REVIEW: John Carpenter "Lost Themes III: Alive After Death"

REVIEW: John Carpenter "Lost Themes III: Alive After Death"

John Carpenter Lost Themes III, Indie Exclusive transparent red colored vinyl.

John Carpenter and his Lost Themes band are back for another outing of all original music. If you’re a fan of John Carpenter the director (which you should be what is wrong with you if you’re not) then you are no doubt a fan of John Carpenter the composer. The two are inextricably bound to one another in my eyes. So much of his aesthetic as a filmmaker is tied up in mood and tone, both of which are heavily shaped by his synth heavy scores. Yes, the fact that Carpenter’s scores are composed by him and predominantly synth oriented was something born out of necessity and budget restraints, but it has made him the icon that he is today.

The late 1990’s left Carpenter disillusioned with the Hollywood machine and no longer interested in making films. This was devastating for fans not only because someone of his caliber always has the chance to make something incredibly, even in the wake of a string of duds, but because that iconic sound that Carpenter had created for himself would be lost as well.

In 2015 when Carpenter announced that he would be releasing new original music via Sacred Bones, the world rights itself; the planets aligned. Finally, even if he wouldn’t be returning to the world of filmmaking, at least we would get the other half his creative brilliance, the sounds.

Lost Themes I and II are both fantastic records in my opinion, and Carpenter and the Lost Themes Band have gone back and rerecorded several of his iconic themes, ultimately resulting in an anthology release, aptly titled Anthology. So even if it’s been almost 5 years since we got a Lost Themes record, there was definitely enough to hold us over. Oh, and did I forget to mention he returned to film composing for Halloween (2018)? That’s my bad, that happened and it was wonderful.

Lost Themes III reassembles the band, consisting of Cody Carpenter, John Carpenter’s son, and Daniel Davies, son of Dave Davies of the Kinks and Carpenter’s god-son. Daniel Davies released an album in 2020 on his own which also excellent and worth a listen. The album is what we all expected: dark, heavy, broody, ominous synth-scapes. It’s atmospheric and melodic the way we know Carpenter’s film scores to be. What the Lost Themes Band has consistently added is a high level of production, and the consistent use of heavily distorted guitar leads that make the compositions sound that much bigger.

The release itself is great. The pressing, at least the particular copy I’m listening to currently, is quiet, dynamic, and overall just sounds great. The artwork is inline with other Lost Themes releases, featuring the classic Carpenter type-face, but this time featuring a more prominent, undistorted portrait shot of the artist. It includes a massive 26x32” poster and a printed inner-sleeve. To be honest, I can always live without a printer inner. I’m going to replace it anyway and unless it acts as an insert, it doesn’t do much for me. This one just has more photography from the cover photoshoot undoubtedly and offers little in the way of credits or liner notes, and that’s what I think has been missing from these releases. Carpenter really doesn’t give us a ton in the way of credits and liner notes, opting to continue is mysteriousness by not divulging too much. I know in recent years he has said things that are controversial in the music production community, specifically dismissing the importance of analog-synths and favoring the convenience of using virtual instruments through logic for the convenience and wider array of sounds available. But if there is some hardware being used, I definitely want to know what it is. I also want to know who is playing what on each song! Alas, that information is not given to us and maybe it’s for the best. People say “Don’t ask questions you don’t want to know the answers to” and I have to say, if the liner notes told us that there wasn’t a single analog synthesizer used on this album, I would definitely be a little bit sad. Maybe ignorance truly is bliss.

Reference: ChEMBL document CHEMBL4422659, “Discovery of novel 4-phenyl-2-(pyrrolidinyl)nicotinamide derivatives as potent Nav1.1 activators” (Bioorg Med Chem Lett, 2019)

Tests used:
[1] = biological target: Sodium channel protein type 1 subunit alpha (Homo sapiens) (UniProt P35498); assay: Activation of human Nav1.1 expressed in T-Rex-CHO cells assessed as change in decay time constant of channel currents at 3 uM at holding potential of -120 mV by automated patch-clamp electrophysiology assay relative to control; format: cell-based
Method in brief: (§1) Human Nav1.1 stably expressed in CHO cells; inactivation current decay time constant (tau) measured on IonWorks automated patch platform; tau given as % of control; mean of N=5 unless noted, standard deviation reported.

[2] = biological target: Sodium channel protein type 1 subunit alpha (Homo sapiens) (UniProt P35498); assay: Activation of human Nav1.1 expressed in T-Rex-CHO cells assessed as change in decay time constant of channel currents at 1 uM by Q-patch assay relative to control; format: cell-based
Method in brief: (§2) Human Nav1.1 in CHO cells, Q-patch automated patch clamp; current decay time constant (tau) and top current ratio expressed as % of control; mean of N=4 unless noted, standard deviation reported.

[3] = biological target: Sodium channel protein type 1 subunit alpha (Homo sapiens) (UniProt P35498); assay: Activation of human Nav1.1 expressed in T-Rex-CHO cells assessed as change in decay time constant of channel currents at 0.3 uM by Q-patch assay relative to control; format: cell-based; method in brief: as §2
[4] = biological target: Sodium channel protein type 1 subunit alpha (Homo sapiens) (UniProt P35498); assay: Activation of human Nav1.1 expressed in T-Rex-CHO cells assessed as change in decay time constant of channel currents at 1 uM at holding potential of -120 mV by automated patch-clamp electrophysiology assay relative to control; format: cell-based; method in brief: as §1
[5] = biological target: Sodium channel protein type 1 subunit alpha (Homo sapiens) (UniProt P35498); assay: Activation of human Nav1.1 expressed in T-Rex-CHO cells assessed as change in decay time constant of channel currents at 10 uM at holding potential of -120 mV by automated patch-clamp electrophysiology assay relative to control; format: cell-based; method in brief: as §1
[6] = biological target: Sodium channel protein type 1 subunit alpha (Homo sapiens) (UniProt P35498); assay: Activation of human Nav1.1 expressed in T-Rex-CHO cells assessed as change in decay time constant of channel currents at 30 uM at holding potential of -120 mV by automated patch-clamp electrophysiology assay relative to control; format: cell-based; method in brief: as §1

Overall, this is a great record for fans wanting more of Carpenter’s signature sound and the quality of the release itself is top tier as we’ve come to expect from Sacred Bones. Definitely a must own for die-hards, as well as those wanting to dip their toes in the world of synth heavy music.